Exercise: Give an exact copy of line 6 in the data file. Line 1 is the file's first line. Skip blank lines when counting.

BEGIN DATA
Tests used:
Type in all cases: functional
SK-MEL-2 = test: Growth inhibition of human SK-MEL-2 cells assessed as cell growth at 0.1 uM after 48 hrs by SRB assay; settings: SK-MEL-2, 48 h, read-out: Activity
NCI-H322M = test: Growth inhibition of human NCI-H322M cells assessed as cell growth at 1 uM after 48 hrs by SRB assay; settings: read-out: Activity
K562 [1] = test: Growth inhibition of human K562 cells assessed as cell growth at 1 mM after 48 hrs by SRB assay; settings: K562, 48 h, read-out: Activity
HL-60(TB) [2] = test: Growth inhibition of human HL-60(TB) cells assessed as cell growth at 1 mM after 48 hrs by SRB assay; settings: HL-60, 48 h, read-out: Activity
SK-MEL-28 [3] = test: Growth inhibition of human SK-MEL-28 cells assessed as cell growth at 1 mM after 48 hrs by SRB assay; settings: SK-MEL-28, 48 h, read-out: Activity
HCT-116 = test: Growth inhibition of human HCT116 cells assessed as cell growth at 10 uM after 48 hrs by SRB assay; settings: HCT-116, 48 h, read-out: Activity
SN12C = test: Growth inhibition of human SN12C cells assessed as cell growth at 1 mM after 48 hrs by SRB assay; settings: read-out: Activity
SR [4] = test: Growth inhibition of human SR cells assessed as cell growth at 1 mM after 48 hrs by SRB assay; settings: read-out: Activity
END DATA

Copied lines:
HL-60(TB) [2] = test: Growth inhibition of human HL-60(TB) cells assessed as cell growth at 1 mM after 48 hrs by SRB assay; settings: HL-60, 48 h, read-out: Activity